Traceback (most recent call last):
File "img_r_2.py", line 207, in On_Open
print str(self.dirname+"/"+ self.filename)
UnicodeEncodeError: 'ascii' codec can't encode character u'\xe9' in position 13: ordinal not in range(128)


As you look , the problem is in the variable "self.dirname" it's the result of a wx.FileDialog .
The second line of the Output is the type() of this variable , python knows that it's a unicode string ?? That's Strange ??
If it recognize it as unicode , why it raises this error ?

another thing that I think it's important :
From the module os.path I tried this :


Python 2.6.6 (r266:84292, Sep 15 2010, 15:52:39)
[GCC 4.4.5] on linux2
Type "help", "copyright", "credits" or "license" for more information.
>>> import os.path
>>> os.path.supports_unicode_filenames
False
>>>

:confused::confused:

So what do you think ?

I can duplicate the problem, without any actual file handling. The simplest way is to do


$ python
Python 2.6.5 (r265:79063, Apr 16 2010, 13:57:41)
[GCC 4.4.3] on linux2
Type "help", "copyright", "credits" or "license" for more information.
>>> import os.path
>>> os.path.supports_unicode_filenames
False
>>> s = u"/home/yanes/Téléchargements"
>>> s
u'/home/yanes/T\xe9l\xe9chargements'
>>> print s
/home/yanes/Téléchargements
>>> type(s)
<type 'unicode'>
>>> str(s)
Traceback (most recent call last):
File "<stdin>", line 1, in <module>
UnicodeEncodeError: 'ascii' codec can't encode character u'\xe9' in position 13: ordinal not in range(128)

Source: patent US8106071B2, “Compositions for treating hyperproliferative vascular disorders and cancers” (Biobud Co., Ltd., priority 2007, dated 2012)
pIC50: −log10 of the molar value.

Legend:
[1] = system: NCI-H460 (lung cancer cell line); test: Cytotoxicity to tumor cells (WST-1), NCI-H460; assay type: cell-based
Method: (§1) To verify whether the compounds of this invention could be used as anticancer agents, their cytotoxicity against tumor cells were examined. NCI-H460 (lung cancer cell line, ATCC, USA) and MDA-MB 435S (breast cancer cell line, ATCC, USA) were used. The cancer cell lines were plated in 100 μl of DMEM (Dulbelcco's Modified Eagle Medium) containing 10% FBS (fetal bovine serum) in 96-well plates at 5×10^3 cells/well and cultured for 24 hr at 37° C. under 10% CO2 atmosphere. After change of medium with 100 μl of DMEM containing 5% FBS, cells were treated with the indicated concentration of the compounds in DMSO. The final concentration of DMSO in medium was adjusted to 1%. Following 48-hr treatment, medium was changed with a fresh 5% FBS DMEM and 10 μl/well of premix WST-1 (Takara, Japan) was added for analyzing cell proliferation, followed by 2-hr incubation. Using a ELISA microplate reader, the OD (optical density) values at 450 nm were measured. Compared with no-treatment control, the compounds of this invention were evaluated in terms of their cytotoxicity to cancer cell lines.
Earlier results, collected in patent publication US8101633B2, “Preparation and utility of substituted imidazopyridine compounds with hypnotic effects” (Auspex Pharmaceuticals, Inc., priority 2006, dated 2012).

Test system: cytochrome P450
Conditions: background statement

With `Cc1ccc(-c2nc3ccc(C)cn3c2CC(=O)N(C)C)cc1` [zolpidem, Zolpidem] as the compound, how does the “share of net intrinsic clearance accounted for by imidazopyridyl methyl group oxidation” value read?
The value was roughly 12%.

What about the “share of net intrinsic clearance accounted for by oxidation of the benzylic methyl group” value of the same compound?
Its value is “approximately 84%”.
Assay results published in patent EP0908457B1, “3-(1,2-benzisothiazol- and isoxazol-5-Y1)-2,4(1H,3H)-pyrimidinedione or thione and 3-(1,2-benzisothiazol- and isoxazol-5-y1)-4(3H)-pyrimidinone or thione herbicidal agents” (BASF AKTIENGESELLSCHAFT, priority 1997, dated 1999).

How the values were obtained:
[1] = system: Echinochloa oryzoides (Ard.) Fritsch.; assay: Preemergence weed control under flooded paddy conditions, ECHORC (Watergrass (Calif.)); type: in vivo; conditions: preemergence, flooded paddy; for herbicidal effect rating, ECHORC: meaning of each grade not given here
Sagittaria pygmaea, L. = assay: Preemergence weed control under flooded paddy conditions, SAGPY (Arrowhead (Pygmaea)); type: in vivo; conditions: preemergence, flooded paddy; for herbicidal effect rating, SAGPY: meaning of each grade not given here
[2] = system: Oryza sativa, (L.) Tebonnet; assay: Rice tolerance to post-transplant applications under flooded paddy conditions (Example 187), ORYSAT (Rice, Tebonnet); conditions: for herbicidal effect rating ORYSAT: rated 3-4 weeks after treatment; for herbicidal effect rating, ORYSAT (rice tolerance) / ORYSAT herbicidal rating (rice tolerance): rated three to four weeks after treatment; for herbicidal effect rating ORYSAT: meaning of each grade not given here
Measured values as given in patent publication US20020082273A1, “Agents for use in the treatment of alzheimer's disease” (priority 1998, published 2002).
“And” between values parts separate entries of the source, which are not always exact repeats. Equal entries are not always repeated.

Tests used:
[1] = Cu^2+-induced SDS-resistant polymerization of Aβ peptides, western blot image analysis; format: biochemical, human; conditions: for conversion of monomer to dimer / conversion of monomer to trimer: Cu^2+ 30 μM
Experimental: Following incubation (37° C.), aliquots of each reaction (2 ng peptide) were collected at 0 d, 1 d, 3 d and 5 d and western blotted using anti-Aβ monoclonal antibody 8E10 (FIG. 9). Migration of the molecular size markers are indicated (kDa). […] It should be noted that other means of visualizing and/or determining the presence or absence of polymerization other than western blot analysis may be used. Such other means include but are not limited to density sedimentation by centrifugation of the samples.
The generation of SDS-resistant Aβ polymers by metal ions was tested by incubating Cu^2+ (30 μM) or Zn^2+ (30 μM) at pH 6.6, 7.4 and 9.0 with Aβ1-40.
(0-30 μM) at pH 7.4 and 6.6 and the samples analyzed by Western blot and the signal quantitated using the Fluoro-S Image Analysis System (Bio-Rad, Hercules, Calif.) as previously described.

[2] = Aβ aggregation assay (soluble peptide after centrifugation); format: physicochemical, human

>>>


In the documentation, however, I see this: "...the slightly different str() function). The latter function is implicitly used when an object is written by the print() function." which is obviously not the case (documentation for 2.6 and 2.7 is the same here, and I'm using 2.6).

Can you just lose the 'str' call? Or is it inside some library code?

You can apparently transform the string so it becomes palatable to 'str':


>>> s = u"/home/yanes/Téléchargements"
>>> s2 = s.encode('utf-8')
>>> s2
'/home/yanes/T\xc3\xa9l\xc3\xa9chargements'
>>> type(s2)
<type 'str'>
>>> str(s2)
'/home/yanes/T\xc3\xa9l\xc3\xa9chargements'
>>> print(s2)
/home/yanes/Téléchargements
>>> print str(s2)
/home/yanes/Téléchargements
>>>

yanes
November 18th, 2010, 10:53 PM
Ok , I'll try the unicode() function
To be exact the problem was caused by the str() function , by removing it , the scipts executed sucseefully under the console


Python myscript.py

but raises an error under SPE python IDE
I don't understand the cause ;)

I'll try it now in the hope it will not raises the error :'No such file or directory' :) ;)
thanks for all of you

yanes
November 20th, 2010, 11:42 PM
Very well, your hint works fine Mr Arndt (http://ubuntuforums.org/member.php?u=106064),

thank you my program can now opens french, arabic , and some other arbitrary chars that i tested